2. Apply to scholarships. Apply to every scholarship you can find, and then apply to more. There is SO much unused scholarship money out there, it’s crazy! Look for local scholarships where the pool of people will be much smaller, but also apply to the larger national ones as well.
  3. Check in with the scholarship committees. This is one I never thought to do until I was in graduate school and it paid off incredibly. I went into the scholarship office every two weeks to check in until I finally got an answer. That poor woman knew me by first and last name, but it paid off because she had a face to a name and knew I really needed the scholarship.
  4. Ask for more financial aid. As soon as you get your financial aid package, call the financial aid office. Typically your financial aid package will arrive sometime in the summer before you head to school, call them immediately when it arrives. I learned this trick after my freshman year and was able to get more financial aid for my sophomore year. The schools send out financial aid packages and then a lot of students don’t come to the school. This makes more money available and they give it out on the first come basis.

Saving Money in College

  1. Price compare for textbooks. Look everywhere for your textbooks before immediately buying them at the bookstore. Yes, the bookstore is convenient and you will know that it’s the correct book, but it’s also usually a lot more money! I usually found the best deals on Amazon for buying and selling my textbooks all throughout undergrad and grad school.
  2. Sign up for student deals and discounts. There are so many deals and discounts out there only for college students, sign up for them! My all time favorite one was definitely Amazon Prime Student, which also made buying and selling my textbooks so much easier. I could easily procrastinate buying my textbooks and still get them in two days, FREE 🙂
  3. Work, Work, Work, Work, Work, Work. I just had to reference the Rhianna lyrics here, get out there and WORK! There were so many job opportunities presented to me, especially if you have work study as part of your financial aid package. Most universities will even pay you to be a note taker for the classes you are already taking notes for. You’re basically being paid to be a good student! It really is a win win for you.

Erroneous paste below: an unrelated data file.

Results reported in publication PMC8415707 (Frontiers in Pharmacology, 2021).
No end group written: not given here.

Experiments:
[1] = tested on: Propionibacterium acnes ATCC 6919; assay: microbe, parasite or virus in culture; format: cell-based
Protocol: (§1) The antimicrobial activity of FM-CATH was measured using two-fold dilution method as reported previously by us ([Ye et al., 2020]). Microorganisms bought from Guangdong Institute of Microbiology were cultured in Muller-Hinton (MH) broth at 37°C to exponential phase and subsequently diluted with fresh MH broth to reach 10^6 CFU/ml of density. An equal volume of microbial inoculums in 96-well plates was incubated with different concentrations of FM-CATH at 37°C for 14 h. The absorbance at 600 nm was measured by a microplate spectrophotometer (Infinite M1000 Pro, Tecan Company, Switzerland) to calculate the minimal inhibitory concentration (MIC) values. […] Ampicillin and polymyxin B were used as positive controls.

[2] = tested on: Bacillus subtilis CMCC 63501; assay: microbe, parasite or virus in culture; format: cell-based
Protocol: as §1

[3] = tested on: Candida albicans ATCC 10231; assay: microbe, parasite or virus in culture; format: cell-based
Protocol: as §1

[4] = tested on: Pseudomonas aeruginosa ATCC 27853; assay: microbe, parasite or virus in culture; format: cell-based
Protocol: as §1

These were some of the things I learned throughout my college experience and learning how to manage my money. It’s hard managing your money in college and trying to plan for your financial future with potentially so much debt. I wish I had known these things when I was a senior in high school so I could plan better for my future after college and have saved a lot more. Like I said, you live and you learn, right? What tips and tricks did you learn about saving money throughout your college journey?

Saving Money

My Top 5 Ways to Save Money

My Top 5 Ways to Save Money

I know when I first realized how much student loan debt I actually had, I got angry. Afterwards, I viewed it as a challenge and just wanted to tackle it head on, paying it down as fast as possible. I spent every spare moment I had in grad school searching ways to pay down debt quickly, save more, make more money, anything to get this debt paid off faster. I made quick easy changes that didn’t change my lifestyle, but made me save a lot more money. By making these changes I was able to pay down a lot more debt while I was in grad school making about $1,200 a month.

1. Plan your meals each week before you go to the store

Meal planning overwhelms me, I just don’t have the patient or the time right now to learn a good system for it. So, I don’t do it as well as I’d like to. But, I do have a plan for the week generally before I go to the grocery store and always have a list. This way I know exactly what I need to buy for the week and I throw away less food.

2. Pay attention to portion sizes

I buy mostly organic foods, which can be expensive. Especially when it comes to meat. I used to always eat an entire chicken breast for my dinner with a veggie. Not anymore. I eat about half of a chicken breast, depending on the size, with brown rice and a veggie. Rice is SO much cheaper than chicken, so this allows me to get two dinners, sometimes three if it’s bigger, using one chicken breast.

3. Baby wipes

I can’t even put into words how wonderful these little wipes are. I used to spend a ridiculous amount of money on make up removing wipes. Out of pure convenience, I just couldn’t give them up when I started trying to save more money. When I found out that baby wipes work in the same way, I had to try it. I have very sensitive skin and using the sensitive skin fragrance free baby wipes I had no problems.

4. Sign up for store rewards cards

The best one I have is Rite Aid, I currently get 20% off everything in store because my family shops there so much. On top of that, I switched to using all store brand products and those usually have an additional discount. For me, this works for my budget because it is so convenient. I wish I had the time to make my own products to use because it would be even cheaper, but being a first year teacher makes my time limited!